Aortic regurgitation in aortic dissection will be seen as retrograde diastolic blood flow from the aortic arch, seen with Doppler (Diebold).
Aorta ultrasound, is a quick way to see if the aortic dissection involves the abdominal aorta.
This suprasternal notch view shows an aortic dissection involving the aortic arch and the brachiocephalic and left common carotid artery. This particular patient presented with unilateral right sided weakness.
This transthoracic parasternal long axis view shows a echogenic dissection flap just distal to the aortic valve.
- Type A involves the ascending aorta and may progress to involve the aortic arch and thoracoabdominal aorta.
- Type B originates distal to the left subclavian artery and can involve the descending thoracic or thoracoabdominal aorta.
- Type I involves the ascending aorta, arch, and descending thoracic aorta and may progress to involve the abdominal aorta.
- Type II involves only the ascending aorta.
- Type IIIa involves the descending thoracic aorta distal to the left subclavian artery and proximal to the celiac artery.
- Type IIIb originates distal to the left subclavian artery and involves the thoracic and abdominal aorta distal to the celiac artery.
Aortic dissection is the most common in the ascending thoracic aorta: (Larson)
- Ascending aorta: ∼ 65% of cases
- Descending aorta: 20% of cases
- Aortic arch: 10% of cases
- Abdominal aorta: 5% of cases
It is possible to diagnose aortic dissection with transthoracic echocardiography (TTE). It offers a quick diagnosis without having to transfer unstable patients out of the ED. However, transthoracic echocardiography must be used with caution. Although it is highly specific (99-100%), it is not as sensitive (67-80%). Therefore the absence of an intimal flap on TTE does not rule out aortic dissection (Fojtik). CT angiography and transesophageal echo remain the gold standard for diagnosis of aortic dissection.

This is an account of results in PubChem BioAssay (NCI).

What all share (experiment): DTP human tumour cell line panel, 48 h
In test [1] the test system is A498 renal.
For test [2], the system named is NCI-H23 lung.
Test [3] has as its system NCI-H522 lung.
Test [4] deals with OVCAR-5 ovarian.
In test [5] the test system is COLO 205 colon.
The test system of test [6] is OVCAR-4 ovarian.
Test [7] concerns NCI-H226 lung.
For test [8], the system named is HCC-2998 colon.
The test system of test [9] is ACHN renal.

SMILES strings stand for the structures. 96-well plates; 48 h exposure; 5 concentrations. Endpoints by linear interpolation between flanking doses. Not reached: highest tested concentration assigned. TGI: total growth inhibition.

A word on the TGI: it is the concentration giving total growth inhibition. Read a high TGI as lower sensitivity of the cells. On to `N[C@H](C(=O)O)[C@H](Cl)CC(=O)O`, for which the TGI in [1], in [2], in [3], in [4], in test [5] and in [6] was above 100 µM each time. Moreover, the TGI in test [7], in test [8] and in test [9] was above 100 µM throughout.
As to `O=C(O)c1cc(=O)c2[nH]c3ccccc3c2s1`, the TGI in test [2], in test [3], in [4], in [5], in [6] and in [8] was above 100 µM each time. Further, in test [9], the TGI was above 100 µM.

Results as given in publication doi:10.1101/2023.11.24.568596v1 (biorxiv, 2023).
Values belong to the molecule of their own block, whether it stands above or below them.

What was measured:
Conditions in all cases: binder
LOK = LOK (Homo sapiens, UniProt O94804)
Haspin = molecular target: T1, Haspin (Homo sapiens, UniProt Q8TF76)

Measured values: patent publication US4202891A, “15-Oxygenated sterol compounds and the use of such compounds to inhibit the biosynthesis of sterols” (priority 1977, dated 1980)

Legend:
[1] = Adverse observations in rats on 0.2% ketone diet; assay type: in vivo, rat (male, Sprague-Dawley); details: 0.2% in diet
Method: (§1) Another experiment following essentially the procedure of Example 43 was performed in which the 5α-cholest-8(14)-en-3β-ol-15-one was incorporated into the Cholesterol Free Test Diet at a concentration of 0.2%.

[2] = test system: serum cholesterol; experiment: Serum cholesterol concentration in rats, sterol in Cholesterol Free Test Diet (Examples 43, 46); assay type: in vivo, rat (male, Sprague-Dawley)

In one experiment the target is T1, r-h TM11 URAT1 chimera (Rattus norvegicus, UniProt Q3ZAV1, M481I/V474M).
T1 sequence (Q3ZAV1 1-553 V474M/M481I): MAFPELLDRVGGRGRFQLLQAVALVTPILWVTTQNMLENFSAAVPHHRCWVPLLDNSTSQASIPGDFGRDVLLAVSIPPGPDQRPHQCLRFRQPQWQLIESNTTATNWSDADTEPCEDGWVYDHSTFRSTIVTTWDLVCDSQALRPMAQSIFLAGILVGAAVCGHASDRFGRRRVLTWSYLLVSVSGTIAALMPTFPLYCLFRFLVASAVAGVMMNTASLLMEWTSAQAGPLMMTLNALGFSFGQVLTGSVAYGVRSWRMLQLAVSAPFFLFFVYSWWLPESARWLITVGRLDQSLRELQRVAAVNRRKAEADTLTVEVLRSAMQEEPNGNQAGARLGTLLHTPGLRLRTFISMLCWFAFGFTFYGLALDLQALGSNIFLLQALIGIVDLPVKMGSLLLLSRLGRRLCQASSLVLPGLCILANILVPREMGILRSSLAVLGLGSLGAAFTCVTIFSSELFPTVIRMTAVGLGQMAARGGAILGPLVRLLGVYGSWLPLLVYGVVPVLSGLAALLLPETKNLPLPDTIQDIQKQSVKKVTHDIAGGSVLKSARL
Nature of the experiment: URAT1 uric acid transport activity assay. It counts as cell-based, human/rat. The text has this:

Below are some examples of aortic dissection seen using transthoracic echocardiography, abdominal aorta ultrasound, and the suprasternal notch views.
An aortic dissection occurs when a tear in the arterial intima allows blood, under high systolic pressures, to dissect along the arterial media and create a “false lumen” in the aorta. The dissection can travel in an anterograde or retrograde direction.
Unfortunately, aortic dissections are one of the most difficult diagnoses to make since the symptoms can vary from chest pain, abdominal pain, to neurologic deficits depending on what parts of the aorta the dissection involves.
Using the techniques for visualizing the abdominal and thoracic aorta described above, you may detect a free flap in the aortic lumen. The presence of an intimal flap in the aortic lumen is used to diagnose aortic dissection using ultrasound (Siegal).
In the Stanford Classification, dissections are classified into two groups – those that involve the ascending aorta and/or aortic arch (Stanford Type A), and those that originate only distal to the brachiocephalic artery, including the abdominal aorta (Stanford Type B). There is also the DeBakey Classification, which subdivides aortic dissections as class I, II, IIIa, and IIIb as pictured below.